Do I want to provide such information to select people for whom I'm hoping it will give them enough fodder to consider embracing such sexualities themselves?

Or do I want to simply provide adequate information to a scene outsider so they know enough about me and our kind to understand us a tiny bit better and therefore leave us alone in peace to get our kink on without judgment or opposition?

The first two questions apply to anyone who's already an erotic explorer or who you sense, based on your assessment, might want to be. The third question applies to everyone else, and this last category likely includes most of the people in your family, co-workers and other social circles.

These "non-kinksters" (for lack of a better word) do not need to know the specifics of what we do. They just don't. All we want from them is a basic understanding of what we do and why we do it, and to make dialogue and awareness prevalent enough so that we kinksters can do what we do undisturbed. That's it. We really don't need anything else from them. To ask for any more is to invite problems that don't need to occur.

For most people to whom you may or may not come out, you don't need to do any sort of deep dive into the intricacies of your sexuality or relationship dynamics. Keeping any information that you choose to reveal at a high, generalized level is sufficient. Specifics just aren't necessary, and if they're requested, you're justified not being fully transparent.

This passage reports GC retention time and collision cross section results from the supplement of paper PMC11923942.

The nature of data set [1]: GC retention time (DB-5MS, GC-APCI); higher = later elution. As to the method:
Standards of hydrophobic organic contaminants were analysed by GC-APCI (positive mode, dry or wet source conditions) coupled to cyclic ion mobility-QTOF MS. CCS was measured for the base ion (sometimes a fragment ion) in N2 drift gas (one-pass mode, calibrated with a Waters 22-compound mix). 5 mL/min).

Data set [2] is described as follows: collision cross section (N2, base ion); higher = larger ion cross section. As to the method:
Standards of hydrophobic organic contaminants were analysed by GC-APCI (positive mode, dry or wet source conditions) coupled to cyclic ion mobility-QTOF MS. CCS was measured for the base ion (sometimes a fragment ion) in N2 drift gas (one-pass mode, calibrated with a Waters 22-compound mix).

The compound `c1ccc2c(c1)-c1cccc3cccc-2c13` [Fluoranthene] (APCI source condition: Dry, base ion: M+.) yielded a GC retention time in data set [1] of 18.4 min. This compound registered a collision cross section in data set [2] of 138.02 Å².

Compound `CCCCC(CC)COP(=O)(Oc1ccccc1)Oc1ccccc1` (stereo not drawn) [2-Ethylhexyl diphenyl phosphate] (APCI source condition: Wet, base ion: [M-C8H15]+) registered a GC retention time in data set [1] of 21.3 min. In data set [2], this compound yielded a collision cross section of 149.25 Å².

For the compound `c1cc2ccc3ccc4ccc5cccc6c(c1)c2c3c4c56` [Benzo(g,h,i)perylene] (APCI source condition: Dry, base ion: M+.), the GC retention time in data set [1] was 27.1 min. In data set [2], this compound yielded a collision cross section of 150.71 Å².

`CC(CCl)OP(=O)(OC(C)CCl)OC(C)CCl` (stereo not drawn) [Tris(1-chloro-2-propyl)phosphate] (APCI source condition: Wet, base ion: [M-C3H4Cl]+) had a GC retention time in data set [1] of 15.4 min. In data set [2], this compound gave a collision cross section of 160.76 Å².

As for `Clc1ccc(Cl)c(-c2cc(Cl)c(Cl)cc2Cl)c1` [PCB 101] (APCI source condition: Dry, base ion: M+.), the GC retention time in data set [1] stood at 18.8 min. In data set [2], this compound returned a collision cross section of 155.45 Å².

Think about it. Should a child turn to their parents and ask them for the details of what they do in bed? No. So why should they -or anyone else- ask that of you? Keep it simple and avoid the sensationalistic.

Of course, you must decide if it's necessary for you to come out at all regarding your kinky proclivities. If you're a weekend warrior who occasionally dons some leather or fetish gear and engages in some bedroom slap and tickle, why would exposing that to anyone except those you're likely to engage in that with add to your or their social comfort? If someone wants to know something and you deem them open-minded and welcoming to the information, go for it. But otherwise, it's not really anyone's business but yours.

Then there are those of us who live more open and public kink lives; writers, educators, titleholders, business owners and employees, event producers and staff, club and organization board members.

In these cases, I think coming out is often a wise decision. Functioning as highly engaged kinksters from within a closet can be a source of continual stress and concern.

Certainly, in some cases, being out might indeed be a prerequisite for being able to do a job properly. Leading from within a closet isn't exactly an ideal set-up and it's not recommended.

In this hyper-connected world, anything that lives on the internet or in print is essentially forever and discoverable. Operating with this realization from the start can thwart a lot of uncomfortable situations in the future.

Everyone determines how out they want to be, as LGBTQ, leather, kinky, polyamorous, or in a kink-configured relationship. Hopefully you now have some material to make your own coming-out decision process smoother.

Race Bannon is a local author, blogger and activist.